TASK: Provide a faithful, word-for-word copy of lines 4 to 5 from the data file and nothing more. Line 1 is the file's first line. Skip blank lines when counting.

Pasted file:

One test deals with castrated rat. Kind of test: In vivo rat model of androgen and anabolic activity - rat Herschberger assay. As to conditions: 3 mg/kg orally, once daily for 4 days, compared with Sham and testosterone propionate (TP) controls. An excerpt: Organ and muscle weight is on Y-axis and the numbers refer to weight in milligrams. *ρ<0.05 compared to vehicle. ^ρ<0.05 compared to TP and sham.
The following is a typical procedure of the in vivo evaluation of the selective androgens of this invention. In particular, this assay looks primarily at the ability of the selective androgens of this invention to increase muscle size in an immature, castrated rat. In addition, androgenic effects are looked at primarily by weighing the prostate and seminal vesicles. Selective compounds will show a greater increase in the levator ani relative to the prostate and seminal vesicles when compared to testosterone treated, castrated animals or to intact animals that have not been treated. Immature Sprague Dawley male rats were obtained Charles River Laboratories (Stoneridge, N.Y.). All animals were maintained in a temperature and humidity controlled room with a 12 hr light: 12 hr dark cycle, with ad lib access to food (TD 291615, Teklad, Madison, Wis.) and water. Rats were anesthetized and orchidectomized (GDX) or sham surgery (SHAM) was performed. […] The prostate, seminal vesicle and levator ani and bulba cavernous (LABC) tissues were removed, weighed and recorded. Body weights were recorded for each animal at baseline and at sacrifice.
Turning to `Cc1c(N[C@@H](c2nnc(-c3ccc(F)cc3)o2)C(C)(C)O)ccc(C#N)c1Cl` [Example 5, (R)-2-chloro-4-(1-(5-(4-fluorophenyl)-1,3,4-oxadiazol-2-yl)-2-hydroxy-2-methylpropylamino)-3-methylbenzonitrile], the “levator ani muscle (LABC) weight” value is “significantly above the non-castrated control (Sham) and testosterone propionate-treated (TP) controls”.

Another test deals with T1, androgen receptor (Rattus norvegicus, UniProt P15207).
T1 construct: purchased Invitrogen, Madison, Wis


Another test deals with T1, androgen receptor (Rattus norvegicus, UniProt P15207).
T1 construct: purchased Invitrogen, Madison, Wis